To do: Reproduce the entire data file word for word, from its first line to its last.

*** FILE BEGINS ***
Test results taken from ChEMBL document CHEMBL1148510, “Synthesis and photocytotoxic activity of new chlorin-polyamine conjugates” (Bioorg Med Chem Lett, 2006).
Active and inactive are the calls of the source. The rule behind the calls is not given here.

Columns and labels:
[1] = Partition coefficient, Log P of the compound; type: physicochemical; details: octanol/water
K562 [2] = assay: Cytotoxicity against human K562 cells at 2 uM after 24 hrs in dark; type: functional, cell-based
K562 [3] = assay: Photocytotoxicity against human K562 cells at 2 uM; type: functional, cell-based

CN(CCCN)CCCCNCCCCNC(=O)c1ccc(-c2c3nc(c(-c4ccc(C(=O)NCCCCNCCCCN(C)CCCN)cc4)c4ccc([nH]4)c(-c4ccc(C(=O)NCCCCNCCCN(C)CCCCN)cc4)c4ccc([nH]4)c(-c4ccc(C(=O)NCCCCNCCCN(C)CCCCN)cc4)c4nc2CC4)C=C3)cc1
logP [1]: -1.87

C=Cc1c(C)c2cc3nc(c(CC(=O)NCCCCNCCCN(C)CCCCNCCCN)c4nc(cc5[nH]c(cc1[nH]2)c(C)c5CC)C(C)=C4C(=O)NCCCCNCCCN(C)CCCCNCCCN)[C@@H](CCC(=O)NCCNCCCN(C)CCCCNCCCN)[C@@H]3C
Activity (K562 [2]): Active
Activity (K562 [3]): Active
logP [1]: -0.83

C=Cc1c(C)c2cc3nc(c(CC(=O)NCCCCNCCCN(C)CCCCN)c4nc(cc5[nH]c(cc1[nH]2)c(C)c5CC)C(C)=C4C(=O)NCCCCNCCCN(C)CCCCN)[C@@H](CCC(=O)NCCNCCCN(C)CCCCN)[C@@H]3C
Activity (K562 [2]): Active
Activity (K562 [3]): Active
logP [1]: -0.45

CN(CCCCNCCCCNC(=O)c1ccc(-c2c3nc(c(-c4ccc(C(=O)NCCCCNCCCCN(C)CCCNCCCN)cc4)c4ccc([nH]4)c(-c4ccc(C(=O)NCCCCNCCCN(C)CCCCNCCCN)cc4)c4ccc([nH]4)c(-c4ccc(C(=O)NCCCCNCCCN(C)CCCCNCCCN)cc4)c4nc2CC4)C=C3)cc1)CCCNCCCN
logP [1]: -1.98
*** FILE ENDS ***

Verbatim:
Test results taken from ChEMBL document CHEMBL1148510, “Synthesis and photocytotoxic activity of new chlorin-polyamine conjugates” (Bioorg Med Chem Lett, 2006).
Active and inactive are the calls of the source. The rule behind the calls is not given here.

Columns and labels:
[1] = Partition coefficient, Log P of the compound; type: physicochemical; details: octanol/water
K562 [2] = assay: Cytotoxicity against human K562 cells at 2 uM after 24 hrs in dark; type: functional, cell-based
K562 [3] = assay: Photocytotoxicity against human K562 cells at 2 uM; type: functional, cell-based

CN(CCCN)CCCCNCCCCNC(=O)c1ccc(-c2c3nc(c(-c4ccc(C(=O)NCCCCNCCCCN(C)CCCN)cc4)c4ccc([nH]4)c(-c4ccc(C(=O)NCCCCNCCCN(C)CCCCN)cc4)c4ccc([nH]4)c(-c4ccc(C(=O)NCCCCNCCCN(C)CCCCN)cc4)c4nc2CC4)C=C3)cc1
logP [1]: -1.87

C=Cc1c(C)c2cc3nc(c(CC(=O)NCCCCNCCCN(C)CCCCNCCCN)c4nc(cc5[nH]c(cc1[nH]2)c(C)c5CC)C(C)=C4C(=O)NCCCCNCCCN(C)CCCCNCCCN)[C@@H](CCC(=O)NCCNCCCN(C)CCCCNCCCN)[C@@H]3C
Activity (K562 [2]): Active
Activity (K562 [3]): Active
logP [1]: -0.83

C=Cc1c(C)c2cc3nc(c(CC(=O)NCCCCNCCCN(C)CCCCN)c4nc(cc5[nH]c(cc1[nH]2)c(C)c5CC)C(C)=C4C(=O)NCCCCNCCCN(C)CCCCN)[C@@H](CCC(=O)NCCNCCCN(C)CCCCN)[C@@H]3C
Activity (K562 [2]): Active
Activity (K562 [3]): Active
logP [1]: -0.45

CN(CCCCNCCCCNC(=O)c1ccc(-c2c3nc(c(-c4ccc(C(=O)NCCCCNCCCCN(C)CCCNCCCN)cc4)c4ccc([nH]4)c(-c4ccc(C(=O)NCCCCNCCCN(C)CCCCNCCCN)cc4)c4ccc([nH]4)c(-c4ccc(C(=O)NCCCCNCCCN(C)CCCCNCCCN)cc4)c4nc2CC4)C=C3)cc1)CCCNCCCN
logP [1]: -1.98